Full or Weak annotations? An adaptive strategy for budget-constrained annotation campaigns

Javier Gamazo Tejero1, Martin Zinkernagel2, Sebastian Wolf2, Raphael Sznitman1, Pablo Márquez Neila1,
1University of Bern, 2Inselspital Bern


Annotating new datasets for machine learning tasks is tedious, time-consuming, and costly. For segmentation applications, the burden is particularly high as manual delineations of relevant image content are often extremely expensive or can only be done by experts with domain-specific knowledge. Thanks to developments in transfer learning and training with weak supervision, segmentation models can now also greatly benefit from annotations of different kinds. However, for any new domain application looking to use weak supervision, the dataset builder still needs to define a strategy to distribute full segmentation and other weak annotations. Doing so is challenging, however, as it is a priori unknown how to distribute an annotation budget for a given new dataset.

We propose a novel approach to determine annotation strategies for segmentation datasets, whereby estimating what proportion of segmentation and classification annotations should be collected given a fixed budget. To do so, our method sequentially determines proportions of segmentation and classification annotations to collect for budget-fractions by modeling the expected improvement of the final segmentation model. We show in our experiments that our approach yields annotations that perform very close to the optimal for a number of different annotation budgets and datasets.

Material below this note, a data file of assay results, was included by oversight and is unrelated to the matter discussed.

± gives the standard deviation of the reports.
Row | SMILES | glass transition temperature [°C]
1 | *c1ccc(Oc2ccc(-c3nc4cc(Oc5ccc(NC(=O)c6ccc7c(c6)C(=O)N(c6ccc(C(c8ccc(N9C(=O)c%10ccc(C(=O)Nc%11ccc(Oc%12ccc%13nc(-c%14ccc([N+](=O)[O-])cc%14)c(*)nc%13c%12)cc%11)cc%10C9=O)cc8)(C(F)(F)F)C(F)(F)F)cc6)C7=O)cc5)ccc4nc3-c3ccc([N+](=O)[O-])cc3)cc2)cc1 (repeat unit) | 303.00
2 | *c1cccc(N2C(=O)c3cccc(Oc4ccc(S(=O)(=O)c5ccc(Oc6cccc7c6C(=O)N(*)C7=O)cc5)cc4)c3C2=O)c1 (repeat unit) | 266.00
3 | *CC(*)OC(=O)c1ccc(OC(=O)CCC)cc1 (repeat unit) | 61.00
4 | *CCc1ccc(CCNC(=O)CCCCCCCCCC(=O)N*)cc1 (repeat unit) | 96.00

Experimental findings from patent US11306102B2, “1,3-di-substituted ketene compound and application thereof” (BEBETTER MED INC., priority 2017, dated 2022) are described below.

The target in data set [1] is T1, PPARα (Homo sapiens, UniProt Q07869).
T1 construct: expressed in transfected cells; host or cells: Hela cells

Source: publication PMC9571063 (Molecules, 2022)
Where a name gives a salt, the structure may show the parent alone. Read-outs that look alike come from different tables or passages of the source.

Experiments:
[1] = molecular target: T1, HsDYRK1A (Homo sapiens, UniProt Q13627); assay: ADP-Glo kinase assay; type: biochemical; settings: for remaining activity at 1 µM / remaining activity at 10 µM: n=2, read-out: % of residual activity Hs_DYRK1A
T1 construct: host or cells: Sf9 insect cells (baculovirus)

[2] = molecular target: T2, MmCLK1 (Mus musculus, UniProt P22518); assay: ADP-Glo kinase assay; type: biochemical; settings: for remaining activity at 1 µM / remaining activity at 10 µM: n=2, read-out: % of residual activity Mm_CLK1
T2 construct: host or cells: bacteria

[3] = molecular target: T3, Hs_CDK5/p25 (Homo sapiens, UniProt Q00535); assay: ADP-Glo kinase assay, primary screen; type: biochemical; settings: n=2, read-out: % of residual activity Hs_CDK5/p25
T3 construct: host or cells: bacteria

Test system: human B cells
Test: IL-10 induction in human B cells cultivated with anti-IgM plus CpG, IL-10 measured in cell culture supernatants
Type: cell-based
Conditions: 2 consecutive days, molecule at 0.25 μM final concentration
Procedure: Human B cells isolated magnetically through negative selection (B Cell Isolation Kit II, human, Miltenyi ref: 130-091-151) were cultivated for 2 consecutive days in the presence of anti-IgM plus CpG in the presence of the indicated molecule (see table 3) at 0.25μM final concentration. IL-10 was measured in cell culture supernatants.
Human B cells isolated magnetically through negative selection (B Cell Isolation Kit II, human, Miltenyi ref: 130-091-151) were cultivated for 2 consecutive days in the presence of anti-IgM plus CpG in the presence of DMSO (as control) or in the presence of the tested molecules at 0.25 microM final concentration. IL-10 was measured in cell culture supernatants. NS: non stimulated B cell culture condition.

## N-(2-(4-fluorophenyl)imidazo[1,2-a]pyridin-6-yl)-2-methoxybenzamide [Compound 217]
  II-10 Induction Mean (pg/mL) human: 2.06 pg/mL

We aim to find the best combination of weak (class labels) and full annotations (segmentation maps). Starting from an initial point, defined by a small budget $B_0$ and a number of classificacion and segmentation samples ($C_0$ and $S_0$ respectively), at each iteration we sample the space and fit a Gaussian Process to the 3D points. Then, we use it to predict the Expected Improvement within the region up to the budget goal - $B$. Finally, we find a trajectory with ever-increasing Expected Improvement (EI) and select $(\Delta C, \Delta S)$ that improves EI by a fixed fraction of its maximum possible value.


Main results

We compared our method in four datasets against different fixed strategies and an estimated best fixed strategy with $\alpha_s = 12$. We can make the following observations:

  • No single fixed strategy performs optimally across the different datasets evaluated.
  • The estimated best fixed strategy (in red) progressively loses competitiveness as budget increases.
  • Our method produces good performances consistently across different budget quantities and datsets.

Main results


We assume that segmentation performance grows logarithmically with data, and we impose that in the mean prior of the Gaussian Process: \[ \mu(C, S) = \gamma_c\log(\beta_cC+1) + \gamma_s\log(\beta_sS+1) \]


We see that this assumption holds in general for the four datasets but SUIM, hence the drop in performance for high budgets on this dataset.

Sensitivity to $\alpha_s$

Some datasets require different expertise and domain knowledge to annotate, and that is translated in different $\alpha_s$ in our model. We see that our method is robust regardless of the value of $\alpha_s$.

Alpha results


  title={Full or Weak annotations? An adaptive strategy for budget-constrained annotation campaigns},
  author={Tejero, Javier Gamazo and Zinkernagel, Martin S and Wolf, Sebastian and Sznitman, Raphael and Neila, Pablo M{\'a}rquez},
  booktitle = {Proceedings of the IEEE/CVF Conference on Computer Vision and Pattern Recognition},